It’s common knowledge that sharks are capable of ‘smelling’ blood more than a mile away, but this is also true to an extent when it comes to other types of fish species in both saltwater and freshwater. Many catfish anglers will use blood-based baits and doughs to catch blue, channel or any other variation of catfish in rivers or lakes throughout North America. 

While biologists haven’t been able to prove whether or not certain freshwater species like crappie or bass are capable of smelling blood in the same way that sharks or even catfish are, it’s been determined that blood is one of the most proficient attractants when it comes to fish species that have keen olfactory receptors. 


Another one of the most popular kinds of natural baits used by saltwater anglers is shrimp. These small and delicate creatures pack a load of powerful scent that fish are naturally attracted to. If you’ve ever fished along inlets or saltwater shorelines with shrimp, you’ve probably experienced how often shrimp get ripped off your hook by any number of fish that are immediately attracted to this kind of bait. 

There are lots of different shrimp-based scents and smells available in the fishing industry. Some of these are considered to be more powerful than others and are said to work more efficiently depending on the type of fish you’re going after. Be sure to read through the information provided by the manufacturer about how to use the product and what situations it’s intended to be used in. 


If you’re an avid bass angler, you already know that crawfish is one of the favorite menu items for largemouth and smallmouth bass. These small creatures are very similar to shrimp in certain ways and they produce powerful smells that freshwater fish find extremely appealing.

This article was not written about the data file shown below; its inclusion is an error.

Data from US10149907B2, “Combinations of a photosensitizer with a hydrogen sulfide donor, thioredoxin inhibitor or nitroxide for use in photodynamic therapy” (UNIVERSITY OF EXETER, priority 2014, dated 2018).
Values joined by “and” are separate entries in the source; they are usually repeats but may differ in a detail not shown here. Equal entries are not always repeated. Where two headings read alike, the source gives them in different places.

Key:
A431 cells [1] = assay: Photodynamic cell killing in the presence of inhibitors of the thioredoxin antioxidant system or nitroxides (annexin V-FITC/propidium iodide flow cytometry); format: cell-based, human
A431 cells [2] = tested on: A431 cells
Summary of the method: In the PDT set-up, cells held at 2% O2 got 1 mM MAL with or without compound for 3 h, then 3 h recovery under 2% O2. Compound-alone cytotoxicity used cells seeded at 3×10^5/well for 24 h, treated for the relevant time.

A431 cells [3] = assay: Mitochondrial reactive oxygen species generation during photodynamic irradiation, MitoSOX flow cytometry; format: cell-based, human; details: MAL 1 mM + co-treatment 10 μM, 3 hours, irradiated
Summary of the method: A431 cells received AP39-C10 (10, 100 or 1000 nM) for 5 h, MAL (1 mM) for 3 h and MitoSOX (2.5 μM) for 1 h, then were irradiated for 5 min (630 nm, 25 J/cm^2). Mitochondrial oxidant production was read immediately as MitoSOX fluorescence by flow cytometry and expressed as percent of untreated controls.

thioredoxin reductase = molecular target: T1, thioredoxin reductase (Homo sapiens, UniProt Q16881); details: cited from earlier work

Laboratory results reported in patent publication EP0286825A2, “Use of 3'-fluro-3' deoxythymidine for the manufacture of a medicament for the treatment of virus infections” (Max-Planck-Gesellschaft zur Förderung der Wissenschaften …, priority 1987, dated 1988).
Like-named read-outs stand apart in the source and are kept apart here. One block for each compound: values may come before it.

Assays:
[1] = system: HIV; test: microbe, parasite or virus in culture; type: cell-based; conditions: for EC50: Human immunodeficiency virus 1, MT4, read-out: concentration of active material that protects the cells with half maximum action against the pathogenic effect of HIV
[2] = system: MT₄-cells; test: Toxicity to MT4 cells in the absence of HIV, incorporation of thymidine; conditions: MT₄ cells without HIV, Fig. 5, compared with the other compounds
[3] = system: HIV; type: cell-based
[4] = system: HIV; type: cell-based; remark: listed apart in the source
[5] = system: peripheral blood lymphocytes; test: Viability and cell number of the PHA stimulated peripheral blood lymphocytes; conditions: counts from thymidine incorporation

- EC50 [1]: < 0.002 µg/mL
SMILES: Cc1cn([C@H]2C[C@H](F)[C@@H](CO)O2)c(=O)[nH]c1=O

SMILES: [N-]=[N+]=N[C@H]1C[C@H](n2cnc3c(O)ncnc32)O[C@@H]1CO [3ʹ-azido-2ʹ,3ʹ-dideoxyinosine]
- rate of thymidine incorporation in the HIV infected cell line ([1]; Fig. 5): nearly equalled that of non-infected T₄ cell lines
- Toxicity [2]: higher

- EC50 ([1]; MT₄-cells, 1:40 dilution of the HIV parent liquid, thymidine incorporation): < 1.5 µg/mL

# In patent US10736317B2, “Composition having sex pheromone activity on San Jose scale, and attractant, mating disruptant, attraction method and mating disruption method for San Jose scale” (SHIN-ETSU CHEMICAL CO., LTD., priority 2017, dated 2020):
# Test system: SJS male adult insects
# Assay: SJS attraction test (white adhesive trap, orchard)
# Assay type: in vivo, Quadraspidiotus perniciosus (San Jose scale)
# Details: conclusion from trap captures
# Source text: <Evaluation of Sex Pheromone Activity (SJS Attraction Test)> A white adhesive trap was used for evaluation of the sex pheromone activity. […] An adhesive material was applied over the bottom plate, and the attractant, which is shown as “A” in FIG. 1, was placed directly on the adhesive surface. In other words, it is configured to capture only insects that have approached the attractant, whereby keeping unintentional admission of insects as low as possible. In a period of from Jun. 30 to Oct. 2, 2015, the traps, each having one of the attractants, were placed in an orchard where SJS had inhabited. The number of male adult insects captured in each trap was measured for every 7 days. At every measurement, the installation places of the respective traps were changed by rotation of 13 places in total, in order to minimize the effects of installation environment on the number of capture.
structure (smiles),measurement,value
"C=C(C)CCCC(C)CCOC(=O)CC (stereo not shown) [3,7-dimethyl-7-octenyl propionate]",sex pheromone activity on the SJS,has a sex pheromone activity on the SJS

If you’re looking for a solid crawfish scented product to use on your bass fishing lures, you’ll have plenty of different options to choose from. There are many types of sprays, liquid dips and even paste or balm that contain the powerful scent of crawfish. 

Anglers have successfully used these crawfish scents on just about any type of bass fishing lure and it’s been proven by some brands that fish tend to bite and hold on longer to lures that have these scents on them compared to those that don’t. 


Minnows are among the most popular freshwater bait for any game fish species you’ll find all over the world. Fish are naturally inclined to detect the smell of a minnow, especially one that’s been wounded and you can seriously increase your catch-rate by applying some minnow-scented attractants on your lure. 

Many soft plastic minnow-like sures now have minnow scent in the actual plastic material itself, which makes these scented minnow lures a very popular choice for fishing in low visibility conditions. I’ve found the Berkley Gulp! Alive! Minnow lures to be just as effective as actual minnows when it comes to catching crappie at different times of the year. 


Many beginner and novice anglers might not believe that something like garlic would be one of the more powerful smells that attract fish. Garlic is usually considered to be a repellent for vampires and even humans as it is often a surefire way to avoid osculation from one’s spouse. However, it is one of the more popular kinds of fish attractants used by bass anglers in North America and Japan. 

I personally like to use J.J.’s Magic Garlic Oil Dip when using soft plastic lure presentations like a Ned rig or Texas rig. If you do decide to experiment with garlic dip or spray, remember that sometimes ‘less is more.’ In other words, don’t apply too much garlic to your lure or bass will be spooked and unlikely to bite. 


There are a number of other smells that might attract bass, but these 6 scents are proven to be some of the strongest attractant smells for a wide variety of saltwater or freshwater fish. If you’re looking to incorporate certain smells into your fishing strategy, be sure to do plenty of research on each specific kind of smell or scent and apply them with caution. 

When used properly, scented products can greatly increase the amount of fish you catch.